Interoperability-By-Design

What is interoperability-by-design and how does Earth⁶⁴'s data structure provide it?


 

Limitations of Blockchain Design


One of the major limitations of the blockchain ecosystem as it exists, is that each blockchain generally operates independently of other blockchains with no standard way for different blockchains to communicate and interoperate with each other.


It is still difficult for most blockchains to exchange data between each other, let alone facilitate frictionless, peer-to-peer transfer of digital assets, smart contract calls and proofs.


Existing solutions for blockchain interoperability involve the development of bridges, which are systems designed to exchange certain kinds of information between blockchains. Bridges can have a variety of different designs and purposes.



Each bridge has its own strengths and weaknesses, but invariably they cannot simultaneously be state-of-the-art secure, efficient in terms of complexity and cost, and permit genuine peer-to-peer exchange of data and assets. This may be because the bridge becomes another party involved in exchange, exacting fees in the process. Or it may be because the bridge introduces an additional attack surface over the blockchains it connects. Or it may be for some other reason due to fundamental limitations and trade-offs of existing approaches.


 

How Earth⁶⁴ Is Designed Differently


Earth⁶⁴ provides a data structure that securely manages the state of a digital asset, but it also forms an ecosystem of projects that leverage this data structure for a wide range of different assets classes and functionalities. One of the benefits of the data structure design for that ecosystem is that Earth⁶⁴'s Sato-Server specification and associated protocols ensures that any two projects' assets will be compatible with each other out of the box, no matter what those assets are and how they are managed in a given project's implementation.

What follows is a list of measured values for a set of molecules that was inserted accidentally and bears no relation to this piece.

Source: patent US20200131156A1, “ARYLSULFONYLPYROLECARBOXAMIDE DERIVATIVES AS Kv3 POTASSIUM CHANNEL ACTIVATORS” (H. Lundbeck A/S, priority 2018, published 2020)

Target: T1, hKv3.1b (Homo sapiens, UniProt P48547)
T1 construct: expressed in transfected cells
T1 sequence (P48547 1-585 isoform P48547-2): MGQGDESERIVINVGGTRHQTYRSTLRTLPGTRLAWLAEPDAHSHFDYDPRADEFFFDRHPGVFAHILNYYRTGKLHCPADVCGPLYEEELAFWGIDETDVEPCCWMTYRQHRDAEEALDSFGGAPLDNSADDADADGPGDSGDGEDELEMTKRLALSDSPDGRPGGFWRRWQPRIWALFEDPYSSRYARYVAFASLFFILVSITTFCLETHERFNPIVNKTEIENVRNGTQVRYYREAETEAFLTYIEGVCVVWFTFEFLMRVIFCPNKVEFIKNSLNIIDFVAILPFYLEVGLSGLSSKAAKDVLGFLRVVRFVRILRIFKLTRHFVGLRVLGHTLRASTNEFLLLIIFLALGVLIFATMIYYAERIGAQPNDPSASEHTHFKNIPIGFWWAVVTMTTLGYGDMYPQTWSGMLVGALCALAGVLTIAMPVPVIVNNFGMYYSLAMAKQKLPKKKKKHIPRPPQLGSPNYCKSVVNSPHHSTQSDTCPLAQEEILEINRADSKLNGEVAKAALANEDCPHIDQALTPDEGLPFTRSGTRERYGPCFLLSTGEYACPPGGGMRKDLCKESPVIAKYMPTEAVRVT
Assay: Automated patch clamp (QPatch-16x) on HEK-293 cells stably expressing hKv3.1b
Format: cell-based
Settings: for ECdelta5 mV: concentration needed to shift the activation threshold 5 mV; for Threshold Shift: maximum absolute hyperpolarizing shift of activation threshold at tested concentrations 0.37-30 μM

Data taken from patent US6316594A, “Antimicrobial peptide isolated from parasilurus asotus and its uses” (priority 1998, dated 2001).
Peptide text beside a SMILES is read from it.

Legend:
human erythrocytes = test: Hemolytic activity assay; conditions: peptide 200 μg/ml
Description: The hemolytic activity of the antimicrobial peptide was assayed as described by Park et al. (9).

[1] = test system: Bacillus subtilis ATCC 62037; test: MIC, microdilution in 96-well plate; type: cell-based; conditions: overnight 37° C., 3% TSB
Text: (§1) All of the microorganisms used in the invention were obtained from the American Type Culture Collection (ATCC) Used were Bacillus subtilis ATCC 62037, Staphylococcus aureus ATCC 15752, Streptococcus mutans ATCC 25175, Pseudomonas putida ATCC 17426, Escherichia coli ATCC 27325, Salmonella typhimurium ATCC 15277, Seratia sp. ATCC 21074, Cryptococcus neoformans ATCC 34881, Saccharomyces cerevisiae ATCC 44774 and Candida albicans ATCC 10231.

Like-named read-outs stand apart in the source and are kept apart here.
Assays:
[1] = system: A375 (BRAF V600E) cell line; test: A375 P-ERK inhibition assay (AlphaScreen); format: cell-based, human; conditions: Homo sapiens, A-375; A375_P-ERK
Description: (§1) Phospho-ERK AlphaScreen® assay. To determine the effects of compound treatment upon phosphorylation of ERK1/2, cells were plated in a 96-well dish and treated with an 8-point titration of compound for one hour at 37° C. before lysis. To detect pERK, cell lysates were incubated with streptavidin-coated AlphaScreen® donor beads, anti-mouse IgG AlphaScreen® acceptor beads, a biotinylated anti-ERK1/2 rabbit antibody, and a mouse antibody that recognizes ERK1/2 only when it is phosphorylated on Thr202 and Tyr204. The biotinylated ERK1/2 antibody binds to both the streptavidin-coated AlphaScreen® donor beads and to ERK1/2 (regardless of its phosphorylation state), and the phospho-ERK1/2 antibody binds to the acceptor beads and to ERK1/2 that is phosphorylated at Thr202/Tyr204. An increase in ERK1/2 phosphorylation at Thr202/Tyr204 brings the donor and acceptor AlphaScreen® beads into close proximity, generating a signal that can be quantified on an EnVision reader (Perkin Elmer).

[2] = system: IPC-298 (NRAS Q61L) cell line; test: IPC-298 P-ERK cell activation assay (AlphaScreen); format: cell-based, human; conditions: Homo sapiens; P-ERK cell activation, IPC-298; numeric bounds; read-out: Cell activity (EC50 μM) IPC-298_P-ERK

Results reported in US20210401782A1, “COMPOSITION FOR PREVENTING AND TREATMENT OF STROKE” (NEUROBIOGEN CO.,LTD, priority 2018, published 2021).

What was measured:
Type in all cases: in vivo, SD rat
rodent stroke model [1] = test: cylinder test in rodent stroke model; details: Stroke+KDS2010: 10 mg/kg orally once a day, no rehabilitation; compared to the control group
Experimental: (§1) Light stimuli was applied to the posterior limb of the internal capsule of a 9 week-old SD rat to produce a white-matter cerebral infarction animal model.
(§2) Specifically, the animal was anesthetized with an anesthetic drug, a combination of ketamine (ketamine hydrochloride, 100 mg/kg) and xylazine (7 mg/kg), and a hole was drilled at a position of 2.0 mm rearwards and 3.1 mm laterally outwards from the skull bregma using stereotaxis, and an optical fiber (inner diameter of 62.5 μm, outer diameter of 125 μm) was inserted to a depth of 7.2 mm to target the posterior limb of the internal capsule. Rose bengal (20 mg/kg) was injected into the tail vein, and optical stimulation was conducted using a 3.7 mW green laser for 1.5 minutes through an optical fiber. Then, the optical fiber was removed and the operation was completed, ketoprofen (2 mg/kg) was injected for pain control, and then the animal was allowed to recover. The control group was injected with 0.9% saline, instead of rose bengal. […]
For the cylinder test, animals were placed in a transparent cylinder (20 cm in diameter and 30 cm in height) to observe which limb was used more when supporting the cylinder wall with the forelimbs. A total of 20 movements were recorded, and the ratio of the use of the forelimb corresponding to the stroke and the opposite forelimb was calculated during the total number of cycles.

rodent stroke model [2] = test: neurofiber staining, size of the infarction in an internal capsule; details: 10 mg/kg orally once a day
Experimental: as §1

Therefore, once a single bridge between two projects that respects the specification has been built, that same bridge will be able to connect any pair of projects in the ecosystem, subject to the limitations of a given bridge design. But the Sato-Server specification also permits genuine peer-to-peer asset exchange once an appropriate protocol is established to enable such exchanges. But this is another kind of bridge, such that once it's built, every project can take advantage of it if they so choose. Similarly, any new or improved bridge built in the future can likewise be leveraged directly by the entire community.


This is interoperability-by-design: Earth⁶⁴'s data structure is designed with interoperability in mind, ensuring that any two developers who follow the specification will build systems that are automatically interoperable with each other, without the developers needing to communicate with each other at any time.


Moreover, the bridges between projects can be built in such a way that they can be take advantage of Earth⁶⁴'s security-by-design, leading to distinct security advantages over traditional bridges. This is particularly true for peer-to-peer atomic swaps, because Earth⁶⁴ permits genuine peer-to-peer exchanges without any intermediaries. Bridges in the Earth⁶⁴ ecosystem can also leverage the extreme cost-efficiency of Sato-Servers, which don't require fees to be exacted in exchanges. In this way, Earth⁶⁴ enables unprecedented forms of interoperability of digital assets.


 

Earth⁶⁴ and the Blockchain Ecosystem


Of course, Earth⁶⁴ also connects to the larger blockchain ecosystem, and has interoperability benefits here as well. For once an Earth⁶⁴ project has built a bridge to a given blockchain, or built an interface to an existing bridge, it can open that interface to the entire Earth⁶⁴ community, again by designing to the Sato-Server specification. And it provides this ability to generalize connectivity to the entire community without needing to sacrifice security or decentralization.


With the ability to provide interoperability-by-design, Earth⁶⁴ solves many hard practical problems with elegance and simplicity by incorporating them into the design of a novel data structure.


 

Interoperability is not the only problem Earth⁶⁴ solves by-design. In future articles I will discuss other challenging problems that the Earth⁶⁴ data structure solves in its simple and elegant design. Stay tuned!